Source: The Washington Post
By Max Bearak
Writes about foreign affairs for the Washington Post. Previously, he reported from South Asia for the New York Times and others.
With a hugely symbolic hug and an exchange of kisses on the cheek, Pope Francis and the grand imam of Cairo’s al-Azhar Mosque, which houses a 1,000-year-old university, took a major step toward restoring relations between major branches of the world’s two largest faiths, Roman Catholicism and Sunni Islam. The two met privately for 25 minutes in the pope’s private library at the Vatican.
“This meeting is the message,” the pope told the imam, Ahmed Mohamed el-Tayeb.
More than five years had passed since comments made by the previous pope, Benedict XVI, put religious authorities at al-Azhar on the defensive, and relations on ice. After a Christmas Eve bombing of a Coptic Christian church killed 21 people in 2010, Benedict said the attack was “yet another sign of the urgent need for the governments of the region to adopt effective measures for the protection of religious minorities.”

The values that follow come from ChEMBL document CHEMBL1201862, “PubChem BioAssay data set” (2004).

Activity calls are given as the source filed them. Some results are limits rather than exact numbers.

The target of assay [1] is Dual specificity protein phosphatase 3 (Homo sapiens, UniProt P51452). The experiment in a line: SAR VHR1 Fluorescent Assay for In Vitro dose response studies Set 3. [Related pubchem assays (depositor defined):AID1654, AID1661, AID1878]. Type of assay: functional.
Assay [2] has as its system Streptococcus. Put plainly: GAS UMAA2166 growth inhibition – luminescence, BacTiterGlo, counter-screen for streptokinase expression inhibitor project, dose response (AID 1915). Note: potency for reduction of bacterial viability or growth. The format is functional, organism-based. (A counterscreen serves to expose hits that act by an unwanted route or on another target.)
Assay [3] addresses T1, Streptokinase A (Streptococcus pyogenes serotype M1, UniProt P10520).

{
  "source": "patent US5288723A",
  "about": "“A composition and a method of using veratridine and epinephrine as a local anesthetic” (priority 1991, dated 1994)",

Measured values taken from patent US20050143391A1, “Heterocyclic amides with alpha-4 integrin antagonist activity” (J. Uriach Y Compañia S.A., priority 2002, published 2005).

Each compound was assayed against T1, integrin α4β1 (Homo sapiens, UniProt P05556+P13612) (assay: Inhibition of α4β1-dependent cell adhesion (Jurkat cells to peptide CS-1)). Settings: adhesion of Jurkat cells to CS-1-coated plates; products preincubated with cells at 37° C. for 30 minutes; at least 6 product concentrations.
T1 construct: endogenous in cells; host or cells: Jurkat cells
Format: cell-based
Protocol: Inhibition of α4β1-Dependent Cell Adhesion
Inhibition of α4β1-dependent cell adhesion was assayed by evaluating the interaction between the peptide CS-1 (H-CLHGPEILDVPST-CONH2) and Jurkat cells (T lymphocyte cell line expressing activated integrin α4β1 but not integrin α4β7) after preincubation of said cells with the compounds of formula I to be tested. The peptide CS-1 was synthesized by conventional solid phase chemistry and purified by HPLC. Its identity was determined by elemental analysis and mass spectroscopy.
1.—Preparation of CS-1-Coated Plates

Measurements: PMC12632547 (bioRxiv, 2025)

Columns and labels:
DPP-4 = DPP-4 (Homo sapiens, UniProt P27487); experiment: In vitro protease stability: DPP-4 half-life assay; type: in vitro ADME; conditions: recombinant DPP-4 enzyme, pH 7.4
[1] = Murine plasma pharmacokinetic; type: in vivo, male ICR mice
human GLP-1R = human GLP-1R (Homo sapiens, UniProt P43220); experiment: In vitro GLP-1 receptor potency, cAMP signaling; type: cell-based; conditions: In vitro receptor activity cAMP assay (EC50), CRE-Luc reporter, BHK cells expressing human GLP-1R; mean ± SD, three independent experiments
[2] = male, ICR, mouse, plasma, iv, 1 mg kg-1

Tayeb, who remains al-Azhar’s grand imam, had found Benedict’s statement insulting. A religious council under his direction “reviewed in an emergency meeting … the repeatedly insulting remarks issued by the Vatican Pope towards Islam and his statement that Muslims are discriminating against others who live with them in the Middle East,” according to a written statementfrom January 2011. “The council decided to freeze dialogue between al-Azhar and the Vatican for an indefinite period.”
Cairo also recalled its envoy to the Vatican at the time. Coptic Christians, who have their own pope based in Alexandria, make up more than 10 percent of Egypt’s population. “Egypt will not allow any non-Egyptian faction to interfere in its internal affairs under any pretext,” the Foreign Ministry said in 2011. “The Coptic question is specifically an internal Egyptian affair.”
Tayeb saw Benedict’s comments as explicitly linking Islam with violence, while also ignoring the killing of Muslims at a time of great bloodshed throughout the region. “I disagree with the pope’s view, and I ask why did the pope not call for the protection of Muslims when they were subjected to killings in Iraq?” he asked at the time.